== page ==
Accordingly, section 36.051(b), both in its scope and in the history of its legislative permutations since 1989, is altogether different from the common-law doctrine of incompatibility. The mere fact that some of its prohibitions overlap does not demonstrate that the legislature meant to abrogate the common-law doctrine with regard to groundwater conservation districts. As the court said in Bruce v. Jim Walters Homes, Inc., "[a] statute may be interpreted as abrogating a principle of common law only when either the express terms of the statute or its necessary implications clearly indicate such an intent by the legislature." Bruce v. Jim Walters Homes, Inc., 943 S.W.2d 121, 122-23 (Tex. App.-San Antonio 1997, writ denied); accord Enos v. State, 889 S.W.2d 303, 305 (Tex. Crim. App. 1994) (this canon "is based on the reasonable supposition that if the Legislature intended to overrule a principle of the common law, then it would have made its intent clear"). Nor does any legislative history that we have found indicate that the legislature had in mind common-law incompatibility when it enacted section 36.051(b), or any of its predecessors. Consequently, common-law incompatibility, to the extent it can be applied, remains in effect for groundwater conservation districts.
It follows that, when the legislature in 1995 enacted the exemption for districts with a population of less than 50,000, it meant to apply the exemption only to the statutory prohibition of section 36.051(b). Because that statute did not speak to common-law incompatibility, an exemption from that statute could have had no bearing on the doctrine of common-law incompatibility with regard to districts with a population of less than 50,000. Thus, all three components of common-law incompatibility remain in effect for all districts, regardless of population.
With this background, we turn to your question. You ask us to assume the following facts:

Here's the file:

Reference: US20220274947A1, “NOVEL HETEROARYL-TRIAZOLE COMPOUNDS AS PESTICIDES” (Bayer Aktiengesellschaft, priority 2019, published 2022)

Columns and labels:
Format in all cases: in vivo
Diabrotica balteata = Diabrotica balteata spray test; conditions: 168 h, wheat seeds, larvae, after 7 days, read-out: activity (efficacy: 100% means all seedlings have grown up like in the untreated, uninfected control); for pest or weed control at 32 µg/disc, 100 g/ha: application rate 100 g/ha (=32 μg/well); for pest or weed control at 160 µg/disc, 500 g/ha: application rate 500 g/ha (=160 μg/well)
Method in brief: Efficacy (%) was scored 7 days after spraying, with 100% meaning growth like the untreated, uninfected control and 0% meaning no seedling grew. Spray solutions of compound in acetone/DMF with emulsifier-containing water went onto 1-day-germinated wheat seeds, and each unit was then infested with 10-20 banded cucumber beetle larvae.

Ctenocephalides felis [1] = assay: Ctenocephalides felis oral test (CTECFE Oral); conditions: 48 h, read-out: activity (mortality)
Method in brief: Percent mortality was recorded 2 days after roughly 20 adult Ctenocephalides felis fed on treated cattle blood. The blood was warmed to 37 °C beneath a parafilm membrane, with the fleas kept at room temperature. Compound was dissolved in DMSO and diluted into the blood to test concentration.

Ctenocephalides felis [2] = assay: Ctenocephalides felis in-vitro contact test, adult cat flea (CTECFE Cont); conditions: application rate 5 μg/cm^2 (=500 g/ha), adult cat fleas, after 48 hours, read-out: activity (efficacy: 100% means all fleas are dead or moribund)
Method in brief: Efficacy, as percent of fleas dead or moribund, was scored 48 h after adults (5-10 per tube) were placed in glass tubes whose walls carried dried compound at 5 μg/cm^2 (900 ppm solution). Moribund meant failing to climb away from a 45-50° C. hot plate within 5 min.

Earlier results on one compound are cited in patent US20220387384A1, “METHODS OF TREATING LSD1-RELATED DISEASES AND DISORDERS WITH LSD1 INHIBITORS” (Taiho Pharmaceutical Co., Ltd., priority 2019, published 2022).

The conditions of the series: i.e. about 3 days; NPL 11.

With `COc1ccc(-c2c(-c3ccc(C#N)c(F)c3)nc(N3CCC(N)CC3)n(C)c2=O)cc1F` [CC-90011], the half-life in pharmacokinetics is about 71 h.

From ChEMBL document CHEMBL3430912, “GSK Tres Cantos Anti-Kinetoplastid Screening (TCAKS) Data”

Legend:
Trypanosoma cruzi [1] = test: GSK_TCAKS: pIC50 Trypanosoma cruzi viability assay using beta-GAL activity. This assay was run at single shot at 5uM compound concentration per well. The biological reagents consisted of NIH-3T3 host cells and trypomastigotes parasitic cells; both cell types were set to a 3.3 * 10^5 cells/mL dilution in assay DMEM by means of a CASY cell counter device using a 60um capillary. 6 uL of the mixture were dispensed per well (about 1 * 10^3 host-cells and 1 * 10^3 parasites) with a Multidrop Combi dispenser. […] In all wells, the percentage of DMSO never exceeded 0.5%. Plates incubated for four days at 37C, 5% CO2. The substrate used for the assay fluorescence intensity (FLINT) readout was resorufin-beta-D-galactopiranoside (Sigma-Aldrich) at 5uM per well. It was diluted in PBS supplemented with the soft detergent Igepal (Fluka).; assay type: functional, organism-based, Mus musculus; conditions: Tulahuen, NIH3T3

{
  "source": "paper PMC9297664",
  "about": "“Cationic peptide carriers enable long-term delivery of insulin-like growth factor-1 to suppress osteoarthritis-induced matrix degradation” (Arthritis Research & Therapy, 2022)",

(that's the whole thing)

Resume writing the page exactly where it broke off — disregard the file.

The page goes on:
1. a portion of the school district's boundaries overlap a portion of the groundwater district's boundaries;
2. both the school district and the groundwater district are taxing entities;
3. service on the school board is an uncompensated position;
4. the school district does not presently engage in any activity regulated by the groundwater district, nor does it intend to engage in any such activity in the future; and
5. the school district does not own property within the groundwater district's boundaries. (3)
It is clear that the school district and the groundwater conservation district, in the situation you pose, do not have the sort of intertwined relationship that was the case in Attorney General Opinion JC-0455. You do not indicate whether the districts are authorized to contract with each other, but, as you have not informed us specifically of such authority, we will assume for purposes of this opinion that they do not have it. Nevertheless, as this office has declared on many occasions, "[w]here the geographical boundaries of two governmental bodies overlap, there is always the potential for conflict." Tex. Att'y Gen. Op. No. JC-0455 (2002) at 5; see also Tex. Att'y Gen. Op. Nos. JM-1266 (1990) at 4, JM-129 (1984) at 3.